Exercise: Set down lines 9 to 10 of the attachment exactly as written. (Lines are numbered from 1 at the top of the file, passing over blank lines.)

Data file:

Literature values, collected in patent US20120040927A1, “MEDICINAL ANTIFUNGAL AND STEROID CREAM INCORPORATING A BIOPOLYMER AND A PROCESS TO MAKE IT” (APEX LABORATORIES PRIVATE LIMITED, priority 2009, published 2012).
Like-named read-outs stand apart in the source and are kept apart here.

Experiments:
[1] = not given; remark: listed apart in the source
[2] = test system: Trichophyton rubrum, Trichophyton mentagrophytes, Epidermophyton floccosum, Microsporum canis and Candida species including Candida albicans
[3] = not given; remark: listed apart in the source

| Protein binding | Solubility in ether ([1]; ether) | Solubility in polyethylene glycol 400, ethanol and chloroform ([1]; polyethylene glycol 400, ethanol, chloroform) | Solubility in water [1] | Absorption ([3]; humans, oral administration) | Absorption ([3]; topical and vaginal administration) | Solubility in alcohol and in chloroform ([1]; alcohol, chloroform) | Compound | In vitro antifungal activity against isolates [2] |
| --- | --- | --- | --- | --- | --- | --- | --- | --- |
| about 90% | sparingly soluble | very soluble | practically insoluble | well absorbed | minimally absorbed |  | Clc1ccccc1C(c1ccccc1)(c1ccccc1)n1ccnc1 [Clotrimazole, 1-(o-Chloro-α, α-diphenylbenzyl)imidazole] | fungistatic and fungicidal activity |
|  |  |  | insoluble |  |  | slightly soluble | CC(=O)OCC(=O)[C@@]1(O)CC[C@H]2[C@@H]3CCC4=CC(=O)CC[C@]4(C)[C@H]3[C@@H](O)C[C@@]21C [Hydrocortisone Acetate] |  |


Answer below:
| about 90% | sparingly soluble | very soluble | practically insoluble | well absorbed | minimally absorbed |  | Clc1ccccc1C(c1ccccc1)(c1ccccc1)n1ccnc1 [Clotrimazole, 1-(o-Chloro-α, α-diphenylbenzyl)imidazole] | fungistatic and fungicidal activity |
|  |  |  | insoluble |  |  | slightly soluble | CC(=O)OCC(=O)[C@@]1(O)CC[C@H]2[C@@H]3CCC4=CC(=O)CC[C@]4(C)[C@H]3[C@@H](O)C[C@@]21C [Hydrocortisone Acetate] |  |